I used to watch a lot of speedrunning videos, and I wondered whether any lessons can be translated from speedrunning to Go.
First of all, what is speedrunning? Speedrunning is, classically, an attempt to complete a video game, or a subsection of one, or a self-imposed goal in one, in the shortest possible time. As a mature sport it’s arguably existed for around twenty years, having its roots in early video games like Super Mario Bros (1985) and Doom (1993).
I think speedrunning strategy can be described as the product of five parts:
general good play
The first top speedruns of any game are almost purely general good play. General good play is a way of play that isn’t bad in any respect – movement and routing are fairly efficient and no large mistakes are made. General good play is the foundation of any competent speedrun.
The meta is the setup, akin to an opening in Go. It consists of one’s choice of character, vehicle, weaponry, etc. etc. – for instance, a certain car in a Mario Kart game may be quick but poor at handling, allowing better results than a slower and more stable one but only with more skill.
The patterns are definitions of RNG (random generation). They mainly include where enemies will be placed in the level, and where they will be moving.
Tricks are high-skill manoeuvres, often exploiting glitches. Tricks are risky, often providing advantage if successfully pulled off but a disproportionately large disadvantage if failed.
Grinding is practice: attempting the speedrun again and again and again until the desired time is achieved. Specialists can spend thousands of hours practicing a single game or even level.
So, what can be learnt?
The underpinning of strong Go is general good play, an undistinguished but consistently competent flow of decent moves.
Tesuji, difficult joseki, and tactical flourishes tend to produce a small advantage if successful and a large disadvantage if unsuccessful, which is not to say that this should put one off playing them.
Some element of pattern understanding, of joseki and certain shapes, is necessary.
No matter how many resources one has, it may be impossible to escape doing some grinding – recall the proverb “lose your first hundred games as quickly as possible”.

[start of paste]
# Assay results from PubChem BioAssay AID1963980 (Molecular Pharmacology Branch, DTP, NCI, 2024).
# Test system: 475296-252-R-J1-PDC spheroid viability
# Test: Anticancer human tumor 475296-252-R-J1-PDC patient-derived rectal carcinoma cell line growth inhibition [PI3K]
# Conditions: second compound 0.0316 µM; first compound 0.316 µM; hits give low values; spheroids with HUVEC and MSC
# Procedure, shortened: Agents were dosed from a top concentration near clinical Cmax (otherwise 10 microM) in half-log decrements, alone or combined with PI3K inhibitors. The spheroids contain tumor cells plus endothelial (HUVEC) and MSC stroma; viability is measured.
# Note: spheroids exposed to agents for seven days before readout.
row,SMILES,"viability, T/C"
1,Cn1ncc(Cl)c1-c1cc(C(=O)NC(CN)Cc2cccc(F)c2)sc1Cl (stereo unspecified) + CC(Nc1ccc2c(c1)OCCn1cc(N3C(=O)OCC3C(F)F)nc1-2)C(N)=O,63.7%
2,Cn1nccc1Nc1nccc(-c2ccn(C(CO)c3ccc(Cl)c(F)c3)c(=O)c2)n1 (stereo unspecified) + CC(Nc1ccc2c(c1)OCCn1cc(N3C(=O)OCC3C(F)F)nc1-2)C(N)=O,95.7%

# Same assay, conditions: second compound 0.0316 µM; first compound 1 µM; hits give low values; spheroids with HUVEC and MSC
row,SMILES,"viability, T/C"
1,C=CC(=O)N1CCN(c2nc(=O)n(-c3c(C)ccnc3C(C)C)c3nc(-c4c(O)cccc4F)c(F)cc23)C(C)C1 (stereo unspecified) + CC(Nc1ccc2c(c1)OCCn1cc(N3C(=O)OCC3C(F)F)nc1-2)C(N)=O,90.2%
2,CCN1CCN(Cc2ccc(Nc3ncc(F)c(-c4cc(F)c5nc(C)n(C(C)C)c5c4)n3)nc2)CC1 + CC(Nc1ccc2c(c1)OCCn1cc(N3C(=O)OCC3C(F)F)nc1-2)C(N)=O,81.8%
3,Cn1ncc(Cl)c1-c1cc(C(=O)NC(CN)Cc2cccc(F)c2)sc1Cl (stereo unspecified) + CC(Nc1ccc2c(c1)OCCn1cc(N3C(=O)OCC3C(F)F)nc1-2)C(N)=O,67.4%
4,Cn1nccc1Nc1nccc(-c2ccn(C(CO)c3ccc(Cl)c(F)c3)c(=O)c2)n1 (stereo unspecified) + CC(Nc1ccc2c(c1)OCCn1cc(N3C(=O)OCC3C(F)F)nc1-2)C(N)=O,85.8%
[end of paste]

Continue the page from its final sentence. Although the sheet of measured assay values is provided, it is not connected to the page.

At first, not knowing what you meant by speed-running, I thought, “isn’t all running supposed to be speedy, by definition!?”
Then I realised, I used to do speed-running! I just didn’t know it was called that!
My speed-running favourites:
Super Mario land on the game boy. There’s some really fast ones on YouTube. I wasn’t that fast but pretty chuffed that I could regularly beat the game in one sitting. If you immediately play it again without restarting is different and harder the second time!
Tony Hawk’s underground, Moscow level (online play) exploiting the darkslide bug (grind balance resets whenever you do a darkslide) to pull insane 10 minute combos! Land it and rack up a score of billions or try to graffiti tag every obstacle in the level. Bail and you get nothing. Eventually I had to give up because it was too frustrating
Guitar hero on expert in the end, I decided real guitar was more fun
As for how this relates to Go…
Practice is obviously crucial.
Other than that, I find it a little hard to apply the analogy because those games are largely the same every time but Go has the problem of human opponents and the fact that every game is different…
Maybe you could play the same opening / joseki for 50 games in a row to grind that
Haha! Yeah. Ok then, ultimate OGS speedrunning challenge: how fast can you get to the top of the 19x19 ladder but you can only challenge the player immediately above you, i.e. you have to beat EVERYONE!